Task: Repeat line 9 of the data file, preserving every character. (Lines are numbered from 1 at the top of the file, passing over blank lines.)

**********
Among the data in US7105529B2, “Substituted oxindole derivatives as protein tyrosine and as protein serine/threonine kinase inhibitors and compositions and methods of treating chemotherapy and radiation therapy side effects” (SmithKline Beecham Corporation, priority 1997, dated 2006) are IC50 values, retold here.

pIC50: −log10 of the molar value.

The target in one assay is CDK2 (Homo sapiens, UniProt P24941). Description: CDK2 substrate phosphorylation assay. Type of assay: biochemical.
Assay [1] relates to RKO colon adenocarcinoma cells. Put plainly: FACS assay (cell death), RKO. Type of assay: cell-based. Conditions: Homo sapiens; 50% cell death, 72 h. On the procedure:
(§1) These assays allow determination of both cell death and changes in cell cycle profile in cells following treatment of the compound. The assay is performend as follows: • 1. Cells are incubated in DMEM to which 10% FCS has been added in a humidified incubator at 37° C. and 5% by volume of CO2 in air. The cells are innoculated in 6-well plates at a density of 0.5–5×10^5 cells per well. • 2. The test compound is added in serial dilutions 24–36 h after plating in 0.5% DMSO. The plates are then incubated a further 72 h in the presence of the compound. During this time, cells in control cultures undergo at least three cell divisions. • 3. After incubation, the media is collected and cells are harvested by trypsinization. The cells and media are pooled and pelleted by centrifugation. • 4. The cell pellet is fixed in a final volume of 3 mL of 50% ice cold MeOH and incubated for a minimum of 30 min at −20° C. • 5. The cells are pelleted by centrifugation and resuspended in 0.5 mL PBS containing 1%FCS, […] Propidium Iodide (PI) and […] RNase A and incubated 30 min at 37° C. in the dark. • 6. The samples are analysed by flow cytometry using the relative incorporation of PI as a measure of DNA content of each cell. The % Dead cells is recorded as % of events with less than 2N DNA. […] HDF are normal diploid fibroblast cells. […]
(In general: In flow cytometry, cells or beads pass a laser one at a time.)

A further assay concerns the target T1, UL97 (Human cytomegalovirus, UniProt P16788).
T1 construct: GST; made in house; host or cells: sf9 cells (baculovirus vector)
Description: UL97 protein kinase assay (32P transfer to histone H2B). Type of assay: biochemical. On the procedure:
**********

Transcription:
Description: UL97 protein kinase assay (32P transfer to histone H2B). Type of assay: biochemical. On the procedure: